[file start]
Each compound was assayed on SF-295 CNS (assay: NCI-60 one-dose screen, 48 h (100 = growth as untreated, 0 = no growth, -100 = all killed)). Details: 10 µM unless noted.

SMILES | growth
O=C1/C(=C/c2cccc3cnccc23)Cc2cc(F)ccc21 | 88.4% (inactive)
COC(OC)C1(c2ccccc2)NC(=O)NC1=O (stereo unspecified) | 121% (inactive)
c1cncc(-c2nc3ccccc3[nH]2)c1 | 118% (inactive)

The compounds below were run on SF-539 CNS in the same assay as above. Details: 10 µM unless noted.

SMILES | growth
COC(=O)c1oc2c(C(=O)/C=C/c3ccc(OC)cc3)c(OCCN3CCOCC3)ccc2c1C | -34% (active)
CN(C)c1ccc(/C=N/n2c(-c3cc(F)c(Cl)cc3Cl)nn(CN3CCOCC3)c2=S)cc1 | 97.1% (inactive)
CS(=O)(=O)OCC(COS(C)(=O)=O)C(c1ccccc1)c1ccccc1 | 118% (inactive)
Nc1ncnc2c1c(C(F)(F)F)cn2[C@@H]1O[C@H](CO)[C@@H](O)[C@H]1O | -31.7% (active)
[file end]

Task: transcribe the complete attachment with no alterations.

Each compound was assayed on SF-295 CNS (assay: NCI-60 one-dose screen, 48 h (100 = growth as untreated, 0 = no growth, -100 = all killed)). Details: 10 µM unless noted.

SMILES | growth
O=C1/C(=C/c2cccc3cnccc23)Cc2cc(F)ccc21 | 88.4% (inactive)
COC(OC)C1(c2ccccc2)NC(=O)NC1=O (stereo unspecified) | 121% (inactive)
c1cncc(-c2nc3ccccc3[nH]2)c1 | 118% (inactive)

The compounds below were run on SF-539 CNS in the same assay as above. Details: 10 µM unless noted.

SMILES | growth
COC(=O)c1oc2c(C(=O)/C=C/c3ccc(OC)cc3)c(OCCN3CCOCC3)ccc2c1C | -34% (active)
CN(C)c1ccc(/C=N/n2c(-c3cc(F)c(Cl)cc3Cl)nn(CN3CCOCC3)c2=S)cc1 | 97.1% (inactive)
CS(=O)(=O)OCC(COS(C)(=O)=O)C(c1ccccc1)c1ccccc1 | 118% (inactive)
Nc1ncnc2c1c(C(F)(F)F)cn2[C@@H]1O[C@H](CO)[C@@H](O)[C@H]1O | -31.7% (active)